Where is my muse

We all have days when we feel our contribution to the world, to the greater good, has little or no value. Self-doubt moves in and gives us a serious internal beating. These types of days may fall with greater frequency during these strange uncertain times we find ourselves in, when we don’t know when we can safely venture outside our own home, outside our own communities and engage with the world. Some of us find creative ways to do so, to help our neighbours, to reach out with support. It takes a certain kind of courage to do so, while many of us are hampered with shyness, our introverted nature keeping us quiet.

I spend a lot of time at my desk with pencil in hand, paper in front of me. It is a solitary undertaking. When I’m not writing, I’m crunching numbers for a few small businesses, preparing year-end financial statements and tax returns, another solitary undertaking, a bit like a Bob Cratchit character from the creative genius of Charles Dickens.

The beauty of writing is I can leave my reality behind. I can climb onto the page with my characters and help them find their way through the perils that befall them and in helping them, I often help myself. It is an escape in moments and an engagement in others. I recently read an introvert’s reflection on writing where he said a writer must “abandon shyness” when creating her/his story. Most writers are introverts, it has been said, and shyness comes hand in hand with what some consider an affliction and others feel is their strongest asset. When others read our work, or we publicly share what we have written, it is a bit like stripping naked in front of strangers and I don’t think many of us would be comfortable engaging in such an activity.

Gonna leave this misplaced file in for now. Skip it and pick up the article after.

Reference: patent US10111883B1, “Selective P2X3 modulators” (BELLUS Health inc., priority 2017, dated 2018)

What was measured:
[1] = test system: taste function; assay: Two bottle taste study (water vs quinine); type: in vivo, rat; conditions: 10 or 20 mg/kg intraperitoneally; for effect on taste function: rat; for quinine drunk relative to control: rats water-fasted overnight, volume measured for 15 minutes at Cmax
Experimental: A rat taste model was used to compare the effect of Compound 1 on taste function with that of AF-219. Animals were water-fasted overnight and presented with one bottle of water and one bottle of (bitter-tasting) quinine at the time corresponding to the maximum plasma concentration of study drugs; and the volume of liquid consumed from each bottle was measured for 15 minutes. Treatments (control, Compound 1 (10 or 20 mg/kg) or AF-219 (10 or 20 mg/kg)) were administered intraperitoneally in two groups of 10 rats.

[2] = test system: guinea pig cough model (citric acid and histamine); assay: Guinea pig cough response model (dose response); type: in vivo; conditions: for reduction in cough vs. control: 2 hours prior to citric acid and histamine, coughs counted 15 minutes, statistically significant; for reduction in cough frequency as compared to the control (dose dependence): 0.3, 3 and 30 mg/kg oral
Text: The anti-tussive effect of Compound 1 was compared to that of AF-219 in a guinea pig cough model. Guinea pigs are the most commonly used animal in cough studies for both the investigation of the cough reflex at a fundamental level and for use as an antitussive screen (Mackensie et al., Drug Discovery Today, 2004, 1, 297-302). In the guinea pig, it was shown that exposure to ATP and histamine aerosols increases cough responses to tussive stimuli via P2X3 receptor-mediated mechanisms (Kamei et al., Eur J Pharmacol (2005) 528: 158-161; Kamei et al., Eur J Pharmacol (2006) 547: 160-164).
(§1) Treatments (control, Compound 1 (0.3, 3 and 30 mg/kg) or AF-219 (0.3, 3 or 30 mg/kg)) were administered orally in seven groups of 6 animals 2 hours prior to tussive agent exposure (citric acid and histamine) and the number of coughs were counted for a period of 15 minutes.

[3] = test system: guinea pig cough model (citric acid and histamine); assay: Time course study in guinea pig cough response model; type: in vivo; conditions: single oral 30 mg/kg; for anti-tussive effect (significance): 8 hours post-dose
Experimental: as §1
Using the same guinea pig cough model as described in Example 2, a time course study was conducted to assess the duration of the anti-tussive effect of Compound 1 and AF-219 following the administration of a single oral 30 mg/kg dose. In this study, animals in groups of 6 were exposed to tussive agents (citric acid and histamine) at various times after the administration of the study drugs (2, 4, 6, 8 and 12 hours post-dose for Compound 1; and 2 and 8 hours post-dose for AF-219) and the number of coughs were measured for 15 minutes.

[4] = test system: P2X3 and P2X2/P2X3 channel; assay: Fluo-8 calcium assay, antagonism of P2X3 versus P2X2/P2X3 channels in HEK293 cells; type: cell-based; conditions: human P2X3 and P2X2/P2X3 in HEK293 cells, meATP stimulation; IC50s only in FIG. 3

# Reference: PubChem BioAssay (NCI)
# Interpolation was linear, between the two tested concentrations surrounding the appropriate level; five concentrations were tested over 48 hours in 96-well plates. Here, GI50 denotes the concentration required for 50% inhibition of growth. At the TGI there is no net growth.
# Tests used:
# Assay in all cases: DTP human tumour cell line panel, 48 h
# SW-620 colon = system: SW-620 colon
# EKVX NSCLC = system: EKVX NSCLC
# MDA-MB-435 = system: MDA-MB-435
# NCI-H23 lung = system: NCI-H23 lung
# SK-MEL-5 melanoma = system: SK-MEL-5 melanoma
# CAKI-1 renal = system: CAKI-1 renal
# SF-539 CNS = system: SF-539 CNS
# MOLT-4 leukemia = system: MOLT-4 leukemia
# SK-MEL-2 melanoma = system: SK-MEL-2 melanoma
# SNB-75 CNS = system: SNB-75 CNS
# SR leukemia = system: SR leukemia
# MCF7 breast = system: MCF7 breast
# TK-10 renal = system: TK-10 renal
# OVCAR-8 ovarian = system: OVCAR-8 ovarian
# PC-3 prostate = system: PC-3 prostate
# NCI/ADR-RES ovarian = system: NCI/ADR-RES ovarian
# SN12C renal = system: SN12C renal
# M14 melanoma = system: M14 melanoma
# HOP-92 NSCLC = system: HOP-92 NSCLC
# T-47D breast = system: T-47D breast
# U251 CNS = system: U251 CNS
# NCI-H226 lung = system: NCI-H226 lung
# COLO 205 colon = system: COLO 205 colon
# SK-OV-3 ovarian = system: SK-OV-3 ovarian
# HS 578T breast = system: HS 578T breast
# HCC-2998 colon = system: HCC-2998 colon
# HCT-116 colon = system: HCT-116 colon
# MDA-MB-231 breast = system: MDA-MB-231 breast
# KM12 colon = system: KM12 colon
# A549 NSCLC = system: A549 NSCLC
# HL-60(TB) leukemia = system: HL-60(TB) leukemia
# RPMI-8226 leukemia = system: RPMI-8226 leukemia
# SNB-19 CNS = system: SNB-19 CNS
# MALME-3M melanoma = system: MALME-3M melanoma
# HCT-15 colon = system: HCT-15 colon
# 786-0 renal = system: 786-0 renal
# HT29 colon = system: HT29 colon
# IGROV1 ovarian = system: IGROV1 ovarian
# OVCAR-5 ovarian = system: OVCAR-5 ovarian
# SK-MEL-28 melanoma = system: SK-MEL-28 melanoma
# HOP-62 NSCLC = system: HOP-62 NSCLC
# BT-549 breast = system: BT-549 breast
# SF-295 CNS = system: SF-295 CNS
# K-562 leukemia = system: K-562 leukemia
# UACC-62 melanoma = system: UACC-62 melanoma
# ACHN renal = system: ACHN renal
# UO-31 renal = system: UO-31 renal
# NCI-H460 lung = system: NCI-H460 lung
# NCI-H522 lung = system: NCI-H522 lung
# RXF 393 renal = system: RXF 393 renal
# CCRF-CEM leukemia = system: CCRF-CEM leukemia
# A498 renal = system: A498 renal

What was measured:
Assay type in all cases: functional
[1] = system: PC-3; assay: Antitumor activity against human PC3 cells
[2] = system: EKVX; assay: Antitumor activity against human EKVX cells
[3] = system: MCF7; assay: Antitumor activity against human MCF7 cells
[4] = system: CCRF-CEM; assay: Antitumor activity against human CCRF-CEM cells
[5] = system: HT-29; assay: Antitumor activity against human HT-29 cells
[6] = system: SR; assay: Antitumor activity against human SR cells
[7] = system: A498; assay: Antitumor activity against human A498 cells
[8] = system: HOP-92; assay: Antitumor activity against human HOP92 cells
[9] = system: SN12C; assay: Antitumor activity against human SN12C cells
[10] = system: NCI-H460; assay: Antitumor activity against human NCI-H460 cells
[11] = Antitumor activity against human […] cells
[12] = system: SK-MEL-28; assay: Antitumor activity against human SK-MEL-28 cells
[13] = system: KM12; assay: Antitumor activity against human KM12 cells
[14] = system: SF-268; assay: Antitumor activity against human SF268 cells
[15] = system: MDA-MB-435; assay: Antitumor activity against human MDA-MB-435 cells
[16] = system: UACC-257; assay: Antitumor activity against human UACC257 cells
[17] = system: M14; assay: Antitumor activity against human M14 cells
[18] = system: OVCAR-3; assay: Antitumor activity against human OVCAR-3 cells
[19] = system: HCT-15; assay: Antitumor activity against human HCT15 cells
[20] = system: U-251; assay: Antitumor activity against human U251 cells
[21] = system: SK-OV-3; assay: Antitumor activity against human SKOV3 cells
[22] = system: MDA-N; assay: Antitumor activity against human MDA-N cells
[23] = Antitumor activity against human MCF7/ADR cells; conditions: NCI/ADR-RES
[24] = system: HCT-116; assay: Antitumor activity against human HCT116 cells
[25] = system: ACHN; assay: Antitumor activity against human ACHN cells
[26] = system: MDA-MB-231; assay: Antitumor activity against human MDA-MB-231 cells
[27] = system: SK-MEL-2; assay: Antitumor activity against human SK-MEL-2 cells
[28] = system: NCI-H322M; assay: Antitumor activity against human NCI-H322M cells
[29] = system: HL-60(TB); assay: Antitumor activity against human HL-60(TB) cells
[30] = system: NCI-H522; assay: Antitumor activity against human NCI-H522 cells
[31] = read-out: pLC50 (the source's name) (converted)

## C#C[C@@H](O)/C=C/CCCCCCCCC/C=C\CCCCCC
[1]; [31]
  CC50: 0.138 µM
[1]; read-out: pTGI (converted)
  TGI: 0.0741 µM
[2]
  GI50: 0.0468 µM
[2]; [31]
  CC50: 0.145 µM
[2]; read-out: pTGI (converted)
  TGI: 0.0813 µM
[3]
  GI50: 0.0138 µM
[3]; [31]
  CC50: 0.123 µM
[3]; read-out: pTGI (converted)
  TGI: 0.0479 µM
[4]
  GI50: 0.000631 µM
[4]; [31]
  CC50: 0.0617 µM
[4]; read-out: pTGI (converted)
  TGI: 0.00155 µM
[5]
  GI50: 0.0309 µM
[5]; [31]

Strangely, despite all the time required in lockdown with the pandemic, many writers and other artists have found the time difficult, their muse silenced for longer stretches than normal and their daring to “abandon shyness” a bit crippled. When I needed inspiration and to step out of myself, I used to go to a favourite coffee shop or to the library to feel a connection with others. Sometimes on special occasions I would take myself to the Halifax Library, a wonderful space, almost as inspiring as the Fort Frances Library. Almost. There I would feel the voices from every bound book reach out to me, urging me on, assuring me I can “abandon shyness”. It’s almost a year now since I’ve been able to engage in that way, to tiptoe into the world of others and soak up the sounds and sights, to read the faces and the posture and the stride of others and look for the stories those gestures tell. I miss my library and I’m a wee bit tired of my own company.

I can’t help thinking of my great grandparents, building a home and a life in the Crozier wilderness with limited access to neighbours and town. Winter would be hardest and most limiting. They lived in a very small space that first winter, my grandfather age eight, his sister age six, when John O Stewart brought his family north from North Dakota in 1895 to start over, to begin again, to create something of value, starting with a 16’ x 12’ log cabin he came ahead to build in 1893 on the southwest quarter of Section 28 in Crozier. They would have been in a winter-imposed lockdown and it would have been significantly more difficult than what I face every day. My grandfather shared the details of his life and what he witnessed around him, and I often crawl into a comfy chair and read his story. Perhaps, that is where my urge to write comes from. I like to think it is a genetic predisposition that flows from one generation to the next, keeping us all linked. All too often, those who came before, leave us without having shared their stories. So, today I will “abandon shy” and get on with my story-telling and hope it has some value when I have finished.